Printing “Modernity” Using Edo TechniquesPrinting “Modernity” Using Edo Techniques

Printing “Modernity” Using Edo Techniques

Printing “Modernity” Using Edo Techniques

Takahashi Kobo is located in Suido in Tokyo’s Bunkyo Ward.

It was founded between 1854 and 1860 in the late Edo period, and it has continued its tradition of Edo woodblock prints for over 160 years. While it began as a woodblock printer, it later also took on the role of a publisher, so it handled the entire process of woodblock printing, from planning to creation and sales.

Last year, it collaborated with Noritaka Tatehana to create woodblock prints with a lightning motif. These prints used “kara-zuri” (an embossing technique which uses no pigment), “shomen-zuri” (in which a non-reversed plate is used to impart a shine to Japanese washi paper) and “kira-zuri” (in which powdered mica is used to create a glittery effect). These prints gave a modern spin to traditional techniques passed down since the Edo area.

Takahashi Kobo also created hoso-e prints using “beni” rouge from Isehan-Honten, whose history also extends back to the Edo period. These hoso-e prints imparted a sense of modernity, tied as they were to the COVID-19 pandemic.

Printing “Modernity” Using Edo Techniques

Edo woodblock prints traditionally served as magazines that shared information about the latest trends, but through this encounter with Noritaka Tatehana, they also took on elements of modern Japanese art, leading to the decision to make them part of the collection of the British Victoria and Albert Museum.

Noritaka Tatehana found the collaboration between Edo woodblock prints and “beni” rouge, both crafts rooted in Edo traditions, and the rethinking of Japan’s traditional culture from inside and outside perspectives to be very fruitful and rewarding, so for this year’s exhibition he decided to turn his own “Duality Paintings” into woodblock prints.

Printing “Modernity” Using Edo Techniques

These paintings express dualities like life and death or the sky and the earth in a single painting. Tatehana’s works are often three-dimensional, so he reflects that “I realized that my duality paintings, which express duality and harmony on a single page, share a great deal of affinity with Edo woodblock prints, in which a single work is created using multiple wood printing blocks.”

However, printing two elements in a single Edo woodblock print was no easy matter. Of the four wood blocks used for the works, three have designs carved on both sides, but a greater challenge than the number of wood blocks was the overlapping of colors to produce vivid hues and colors. This process took a surprising level of patience and technical ability.

Noritaka Tatehana and Yukiko Takahashi, the sixth-generation master that leads Takahashi Kobo, held numerous meetings where they worked to create just the right gradations and depth of color.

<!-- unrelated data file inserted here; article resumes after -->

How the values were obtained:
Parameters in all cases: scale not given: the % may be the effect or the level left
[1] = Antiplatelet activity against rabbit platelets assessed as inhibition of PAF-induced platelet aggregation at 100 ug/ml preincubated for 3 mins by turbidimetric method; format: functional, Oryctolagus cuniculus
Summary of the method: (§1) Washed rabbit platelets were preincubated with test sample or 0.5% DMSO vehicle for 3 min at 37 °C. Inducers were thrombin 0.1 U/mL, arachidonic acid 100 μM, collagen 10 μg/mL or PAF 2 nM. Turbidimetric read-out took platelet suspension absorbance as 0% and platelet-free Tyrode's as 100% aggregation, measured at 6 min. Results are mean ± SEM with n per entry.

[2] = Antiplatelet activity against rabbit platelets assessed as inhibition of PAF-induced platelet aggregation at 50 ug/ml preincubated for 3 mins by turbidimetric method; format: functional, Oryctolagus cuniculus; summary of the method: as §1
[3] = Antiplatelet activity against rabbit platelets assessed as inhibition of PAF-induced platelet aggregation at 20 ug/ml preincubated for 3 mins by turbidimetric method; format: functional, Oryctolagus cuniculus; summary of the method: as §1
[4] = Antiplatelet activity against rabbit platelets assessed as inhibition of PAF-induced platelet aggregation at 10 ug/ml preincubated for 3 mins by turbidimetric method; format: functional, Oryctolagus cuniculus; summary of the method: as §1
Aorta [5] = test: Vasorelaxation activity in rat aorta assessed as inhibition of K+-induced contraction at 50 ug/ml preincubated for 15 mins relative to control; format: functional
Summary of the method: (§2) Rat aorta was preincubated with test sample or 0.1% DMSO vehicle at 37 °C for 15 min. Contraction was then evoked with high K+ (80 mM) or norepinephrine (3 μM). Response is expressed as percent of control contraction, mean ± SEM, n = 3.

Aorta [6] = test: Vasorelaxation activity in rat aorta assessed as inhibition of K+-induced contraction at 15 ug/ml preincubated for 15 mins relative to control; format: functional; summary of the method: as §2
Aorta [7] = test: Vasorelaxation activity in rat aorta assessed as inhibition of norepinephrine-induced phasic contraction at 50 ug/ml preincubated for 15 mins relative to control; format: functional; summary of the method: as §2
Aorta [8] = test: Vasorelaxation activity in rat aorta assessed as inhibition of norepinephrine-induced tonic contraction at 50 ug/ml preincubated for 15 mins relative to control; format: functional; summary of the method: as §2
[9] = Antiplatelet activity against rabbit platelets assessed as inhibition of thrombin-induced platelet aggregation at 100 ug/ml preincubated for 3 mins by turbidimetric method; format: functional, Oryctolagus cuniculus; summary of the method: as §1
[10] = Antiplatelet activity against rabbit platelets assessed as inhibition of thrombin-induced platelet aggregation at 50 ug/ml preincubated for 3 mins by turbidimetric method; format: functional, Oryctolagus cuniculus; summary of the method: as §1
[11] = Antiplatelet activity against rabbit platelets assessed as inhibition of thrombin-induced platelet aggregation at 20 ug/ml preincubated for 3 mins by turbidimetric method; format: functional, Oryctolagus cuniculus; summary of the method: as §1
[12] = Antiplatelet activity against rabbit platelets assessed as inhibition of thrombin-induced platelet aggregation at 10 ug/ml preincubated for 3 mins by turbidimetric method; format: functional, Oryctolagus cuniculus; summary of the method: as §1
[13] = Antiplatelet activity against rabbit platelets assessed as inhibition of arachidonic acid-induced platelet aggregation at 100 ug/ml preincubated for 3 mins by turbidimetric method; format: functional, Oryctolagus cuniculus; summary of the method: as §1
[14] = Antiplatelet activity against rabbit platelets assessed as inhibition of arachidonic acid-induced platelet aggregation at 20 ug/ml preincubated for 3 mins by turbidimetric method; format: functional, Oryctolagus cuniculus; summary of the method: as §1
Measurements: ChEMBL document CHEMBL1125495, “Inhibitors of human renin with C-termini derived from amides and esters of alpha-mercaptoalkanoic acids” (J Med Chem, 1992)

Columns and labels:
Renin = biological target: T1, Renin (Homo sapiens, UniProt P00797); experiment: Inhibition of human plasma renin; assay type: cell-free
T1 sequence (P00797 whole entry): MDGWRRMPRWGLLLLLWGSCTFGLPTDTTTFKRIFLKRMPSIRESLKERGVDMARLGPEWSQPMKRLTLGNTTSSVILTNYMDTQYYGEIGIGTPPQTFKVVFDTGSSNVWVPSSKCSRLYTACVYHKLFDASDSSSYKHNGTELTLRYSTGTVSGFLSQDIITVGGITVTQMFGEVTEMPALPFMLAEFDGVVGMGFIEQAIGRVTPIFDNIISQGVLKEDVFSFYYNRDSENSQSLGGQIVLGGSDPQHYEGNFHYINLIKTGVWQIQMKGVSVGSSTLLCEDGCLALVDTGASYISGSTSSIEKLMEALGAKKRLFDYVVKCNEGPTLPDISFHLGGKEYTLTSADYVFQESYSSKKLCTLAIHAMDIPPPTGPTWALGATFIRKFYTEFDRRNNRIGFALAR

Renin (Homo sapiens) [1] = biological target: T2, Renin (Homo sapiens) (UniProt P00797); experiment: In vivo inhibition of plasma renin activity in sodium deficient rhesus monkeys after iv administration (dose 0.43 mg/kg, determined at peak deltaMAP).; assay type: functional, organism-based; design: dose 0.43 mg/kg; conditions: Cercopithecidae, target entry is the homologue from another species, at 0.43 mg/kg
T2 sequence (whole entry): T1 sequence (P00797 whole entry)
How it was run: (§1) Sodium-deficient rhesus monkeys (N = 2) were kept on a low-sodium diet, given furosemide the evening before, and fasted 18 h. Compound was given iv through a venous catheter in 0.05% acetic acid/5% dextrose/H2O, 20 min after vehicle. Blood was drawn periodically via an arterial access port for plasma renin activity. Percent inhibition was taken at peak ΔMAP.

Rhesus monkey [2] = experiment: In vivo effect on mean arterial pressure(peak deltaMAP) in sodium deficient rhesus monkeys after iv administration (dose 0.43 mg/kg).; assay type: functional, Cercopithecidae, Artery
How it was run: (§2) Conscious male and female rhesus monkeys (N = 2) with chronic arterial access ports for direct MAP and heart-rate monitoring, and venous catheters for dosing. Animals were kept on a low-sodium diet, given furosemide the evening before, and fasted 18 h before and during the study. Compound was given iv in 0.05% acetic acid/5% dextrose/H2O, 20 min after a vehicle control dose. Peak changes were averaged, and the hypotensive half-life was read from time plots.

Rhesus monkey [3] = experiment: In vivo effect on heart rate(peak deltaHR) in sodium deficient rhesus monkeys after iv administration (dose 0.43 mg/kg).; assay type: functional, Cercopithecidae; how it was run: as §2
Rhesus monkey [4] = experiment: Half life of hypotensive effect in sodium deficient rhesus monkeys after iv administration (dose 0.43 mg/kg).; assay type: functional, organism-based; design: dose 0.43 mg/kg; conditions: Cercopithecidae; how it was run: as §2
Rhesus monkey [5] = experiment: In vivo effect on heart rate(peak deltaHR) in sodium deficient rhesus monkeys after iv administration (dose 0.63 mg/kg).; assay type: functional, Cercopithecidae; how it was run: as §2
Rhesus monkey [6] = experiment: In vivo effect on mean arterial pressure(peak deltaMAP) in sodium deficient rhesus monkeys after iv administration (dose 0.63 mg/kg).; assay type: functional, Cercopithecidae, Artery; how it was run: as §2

Printing “Modernity” Using Edo Techniques

“These are very delicate pieces, so the utmost care is required when creating colors or selecting paper. For example, we used different plates for the black of the top part and the black of the bottom part, and for the blue, we used multiple layers to produce a smooth, beautiful gradation. When doing so, we layered the colors without the paper extending beyond the “kento” (the groove carved in the top of the printing block) so that the layers would be lined up correctly,” said Takahashi.

“Increasing the number of layers of printing also increases the likelihood of the paper being damaged. However, it’s not as easy as simply using thicker paper. The final print then needed to be folded accordion-style, so when we picked the paper we focused on how easy it was to hold and how the finished artwork would look.”

The finished printed pieces were taken to Tatehana’s workshop, where he completed the works by hand-folding them, like origami, with accordion folds.

The works were displayed in Kantoku-tei, which was named by Confucian scholar Hayashi Nobuatsu during the Kyoho era (between 1716 and 1736), in the mid-Edo period. Instead of being placed in a conventional frame, the works were shown in acrylic boxes so they could be viewed from the left, from the right, and from above.

Printing “Modernity” Using Edo Techniques

Reflecting on this collaboration, Takahashi said, “normally, an Edo woodblock print would be a flat, two-dimensional object. I was surprised and impressed by the idea of how to make it enjoyable as a three-dimensional artwork.”

Takahashi is planning to carry out several other projects in the future, such as an event to commemorate the 45th anniversary of the Association for the Preservation of Ukiyo-e Woodblock Engraving and Printmaking Techniques (an association for the selection and preservation of techniques certified by the Agency for Cultural Affairs), of which she is deputy president, along with other Takahashi Kobo projects.

The techniques of Edo woodblock printing, passed down since the Edo period, will continue to be refined and developed through our modern age.

Printing “Modernity” Using Edo Techniques

Photo by GION

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Noritaka Tatehana x Edo Moku-hanga Takahashi Kobo

Printing “Modernity” Using Edo Techniques

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